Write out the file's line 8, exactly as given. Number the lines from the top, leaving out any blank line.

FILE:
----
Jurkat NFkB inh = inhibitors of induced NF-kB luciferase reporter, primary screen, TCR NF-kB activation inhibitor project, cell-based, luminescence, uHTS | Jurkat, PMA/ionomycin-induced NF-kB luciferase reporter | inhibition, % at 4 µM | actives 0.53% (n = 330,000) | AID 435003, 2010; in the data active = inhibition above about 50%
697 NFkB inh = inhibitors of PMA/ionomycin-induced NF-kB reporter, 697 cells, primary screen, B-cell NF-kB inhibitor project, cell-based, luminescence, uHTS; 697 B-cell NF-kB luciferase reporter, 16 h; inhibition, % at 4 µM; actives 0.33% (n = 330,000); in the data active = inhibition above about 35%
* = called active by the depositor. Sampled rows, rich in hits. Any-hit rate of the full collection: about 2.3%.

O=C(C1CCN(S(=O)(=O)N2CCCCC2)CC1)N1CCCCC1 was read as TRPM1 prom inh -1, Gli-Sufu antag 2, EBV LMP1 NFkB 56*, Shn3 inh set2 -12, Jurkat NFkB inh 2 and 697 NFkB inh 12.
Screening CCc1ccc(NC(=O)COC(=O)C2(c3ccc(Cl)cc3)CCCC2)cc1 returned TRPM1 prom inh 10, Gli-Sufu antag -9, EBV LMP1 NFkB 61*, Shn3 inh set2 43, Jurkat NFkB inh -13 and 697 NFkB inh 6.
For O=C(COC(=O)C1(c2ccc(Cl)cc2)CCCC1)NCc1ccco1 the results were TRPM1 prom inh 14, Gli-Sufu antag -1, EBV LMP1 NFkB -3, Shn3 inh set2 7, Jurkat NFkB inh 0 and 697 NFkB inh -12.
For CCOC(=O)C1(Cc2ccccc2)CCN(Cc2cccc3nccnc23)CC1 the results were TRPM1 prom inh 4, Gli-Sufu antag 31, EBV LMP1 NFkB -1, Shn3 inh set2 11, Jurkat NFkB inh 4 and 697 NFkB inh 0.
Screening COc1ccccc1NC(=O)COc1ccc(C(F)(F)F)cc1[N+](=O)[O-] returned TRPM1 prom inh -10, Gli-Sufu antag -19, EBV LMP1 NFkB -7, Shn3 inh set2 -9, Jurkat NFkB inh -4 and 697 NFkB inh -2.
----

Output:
Screening COc1ccccc1NC(=O)COc1ccc(C(F)(F)F)cc1[N+](=O)[O-] returned TRPM1 prom inh -10, Gli-Sufu antag -19, EBV LMP1 NFkB -7, Shn3 inh set2 -9, Jurkat NFkB inh -4 and 697 NFkB inh -2.